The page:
Original text: He went to see the film “Casablanca.”
Quoted text: Because “he went to see the film ‘Casablanca,’” he was late for the audition.

4. Basic Format of the Works Cited Page

All entries in the Works Cited page must correspond to the sources cited in your main text. Begin your Works Cited page on a separate page at the end of your research paper. Label the page Works Cited (do not underline the words Works Cited or put them in quotation marks) and center the words Works Cited at the top of the page. Double space all citations, but do not skip spaces between entries.

Use italics or underlining for titles of larger works (books, magazines) and quotation marks for titles of shorter works (poems, articles).
Entries are listed by author name (for entire edited collections, listed by editor names). Author names are written last name first; middle names or middle initials follow the first name. Example: Kinsella, Sophie. If the book has no author, you can list and alphabetize by the title of the book.

5. Works Cited: Books

Books with One Author
Basic Format: Last name, First name. Title of Book. Place of Publication: Publisher, Year of Publication.
Example: Kinsella, Sophie. Shopaholic & Baby. New York: Bantam Press, 2007.

Book with More Than One Author
First author name is written last name first; subsequent author names are written first name, last name. If there are more than three authors, you may list only the first author followed by the phrase et al. in place of the other authors' names, or you may list all the authors in the order in which their names appear on the title page.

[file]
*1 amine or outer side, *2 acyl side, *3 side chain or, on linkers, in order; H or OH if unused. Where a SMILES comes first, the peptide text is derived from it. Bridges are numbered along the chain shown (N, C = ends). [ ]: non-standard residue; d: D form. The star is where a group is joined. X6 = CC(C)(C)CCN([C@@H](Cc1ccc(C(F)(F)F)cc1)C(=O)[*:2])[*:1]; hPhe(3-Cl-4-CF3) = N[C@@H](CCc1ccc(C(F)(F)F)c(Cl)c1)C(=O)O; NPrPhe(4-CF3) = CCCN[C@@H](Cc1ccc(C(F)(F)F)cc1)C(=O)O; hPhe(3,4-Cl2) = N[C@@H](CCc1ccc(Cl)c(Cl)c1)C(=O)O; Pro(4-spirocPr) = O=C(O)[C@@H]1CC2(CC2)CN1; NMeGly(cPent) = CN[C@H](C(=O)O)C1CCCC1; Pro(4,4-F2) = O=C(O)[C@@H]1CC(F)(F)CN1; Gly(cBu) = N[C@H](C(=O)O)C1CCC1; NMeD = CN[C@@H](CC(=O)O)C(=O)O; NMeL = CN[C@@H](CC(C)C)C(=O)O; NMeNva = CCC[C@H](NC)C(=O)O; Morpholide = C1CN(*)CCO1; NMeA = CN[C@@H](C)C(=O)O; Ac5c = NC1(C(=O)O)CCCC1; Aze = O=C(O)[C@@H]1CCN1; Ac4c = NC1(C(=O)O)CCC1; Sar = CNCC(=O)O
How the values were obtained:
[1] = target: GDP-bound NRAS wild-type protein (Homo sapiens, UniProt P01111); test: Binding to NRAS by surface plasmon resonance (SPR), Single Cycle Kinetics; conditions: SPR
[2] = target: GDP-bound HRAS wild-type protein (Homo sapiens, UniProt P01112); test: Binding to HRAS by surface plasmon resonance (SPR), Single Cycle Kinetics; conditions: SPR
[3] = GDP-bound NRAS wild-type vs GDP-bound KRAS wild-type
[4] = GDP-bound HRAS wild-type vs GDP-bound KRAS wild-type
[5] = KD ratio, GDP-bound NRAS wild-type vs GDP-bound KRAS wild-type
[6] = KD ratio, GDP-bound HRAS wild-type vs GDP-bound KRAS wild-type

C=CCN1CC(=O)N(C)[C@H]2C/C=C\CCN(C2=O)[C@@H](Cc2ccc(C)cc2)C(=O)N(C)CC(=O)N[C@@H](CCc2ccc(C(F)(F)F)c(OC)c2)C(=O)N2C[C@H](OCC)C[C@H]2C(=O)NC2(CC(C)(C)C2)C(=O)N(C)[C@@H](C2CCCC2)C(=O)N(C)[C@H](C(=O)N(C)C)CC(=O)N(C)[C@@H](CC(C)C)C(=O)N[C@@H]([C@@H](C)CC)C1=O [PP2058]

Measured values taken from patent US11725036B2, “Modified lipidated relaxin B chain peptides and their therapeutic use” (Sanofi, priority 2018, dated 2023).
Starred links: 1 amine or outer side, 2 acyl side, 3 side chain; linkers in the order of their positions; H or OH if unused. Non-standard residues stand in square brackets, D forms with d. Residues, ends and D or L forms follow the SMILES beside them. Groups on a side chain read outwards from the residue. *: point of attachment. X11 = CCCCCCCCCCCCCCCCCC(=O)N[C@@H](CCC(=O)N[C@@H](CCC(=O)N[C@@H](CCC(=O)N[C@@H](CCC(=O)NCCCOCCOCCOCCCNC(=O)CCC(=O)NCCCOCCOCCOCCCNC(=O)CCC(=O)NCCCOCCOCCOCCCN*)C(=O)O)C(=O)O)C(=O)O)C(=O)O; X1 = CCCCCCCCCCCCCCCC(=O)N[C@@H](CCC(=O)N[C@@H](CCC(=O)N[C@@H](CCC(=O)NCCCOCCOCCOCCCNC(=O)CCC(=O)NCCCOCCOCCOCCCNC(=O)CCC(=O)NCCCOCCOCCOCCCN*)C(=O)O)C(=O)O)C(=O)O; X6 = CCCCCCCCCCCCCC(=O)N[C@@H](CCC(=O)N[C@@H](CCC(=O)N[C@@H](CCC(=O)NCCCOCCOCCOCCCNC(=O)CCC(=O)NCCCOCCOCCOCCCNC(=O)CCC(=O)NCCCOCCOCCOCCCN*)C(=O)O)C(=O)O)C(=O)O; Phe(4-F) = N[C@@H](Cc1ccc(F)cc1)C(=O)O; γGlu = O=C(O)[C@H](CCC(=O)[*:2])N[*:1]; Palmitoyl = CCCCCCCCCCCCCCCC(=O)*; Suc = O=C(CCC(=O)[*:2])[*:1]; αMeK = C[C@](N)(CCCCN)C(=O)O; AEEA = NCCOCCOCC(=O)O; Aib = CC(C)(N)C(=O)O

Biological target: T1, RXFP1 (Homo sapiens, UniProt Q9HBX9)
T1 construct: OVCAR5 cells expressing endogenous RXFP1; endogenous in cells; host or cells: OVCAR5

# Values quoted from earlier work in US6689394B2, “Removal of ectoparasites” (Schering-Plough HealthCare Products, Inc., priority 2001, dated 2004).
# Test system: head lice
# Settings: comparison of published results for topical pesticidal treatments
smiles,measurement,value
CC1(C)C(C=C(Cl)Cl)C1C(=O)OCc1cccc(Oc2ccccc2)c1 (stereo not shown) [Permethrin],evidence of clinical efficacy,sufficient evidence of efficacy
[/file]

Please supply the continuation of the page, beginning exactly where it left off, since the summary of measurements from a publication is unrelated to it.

6. Works Cited: Periodicals

Article in a Magazine
Basic Format: Author(s). “Title of Article.” Title of Periodical Day Month Year: pages.
Example: Smith, James. “The Iraq War.” Time 20 Nov. 2000: 70-71.

Article in a Newspaper
Cite a newspaper article as you would a magazine article. If there is more than one edition available for that date (as in an early and late edition of a newspaper), identify the edition following the date (e.g., 17 May 1987, late ed.). Where a newspaper title does not indicate the location of publication, add the city of publication between square brackets, e.g. Daily Telegraph [London].
Example: Cave, Andrew. “Microsoft and Sun Settle Java Battle.” Daily Telegraph [London] 25 Jan. 2001: 36.

Article in a Scholarly Journal:
Author(s). “Title of Article.” Title of Journal Volume.Issue (Year): pages.
Example: Nielsen, Laura Beth. “Subtle, Pervasive, Harmful: Racist and Sexist Remarks in Public as Hate Speech.” Journal of Social Issues 58.2 (2002): 265.

7. Works Cited: Internet Sources

The following are the basic components of an Internet citation:
1) Author.
2) “Title of Article, Web page or site” in quotation marks.
3) Title of Magazine, Journal, Newspaper, Newsletter, Book, Encyclopedia, or Project, underlined.
4) Editor of Project.
5) Indicate type of material, e.g. advertisement, cartoon, clipart, electronic card, interview, map, online posting, photograph, working paper, etc. if not obvious.
6) Date of article, of Web page or site creation, revision, posting, last update, or date last modified.
7) Group, association, name of forum, sponsor responsible for Web page or Web site.
8) Access date (the date you accessed the Web page or site).
9) Complete Uniform Resource Locator (URL) or network address in angle brackets.

You may not be able to find all of the above; it is ok to skip any information that you cannot find anywhere on the Web page or in the Web site. Generally, a minimum of three items are required for an Internet citation: Title, Access Date and URL.

Example: “How to Make Eggs.” eHow.com. 10 May 2006 .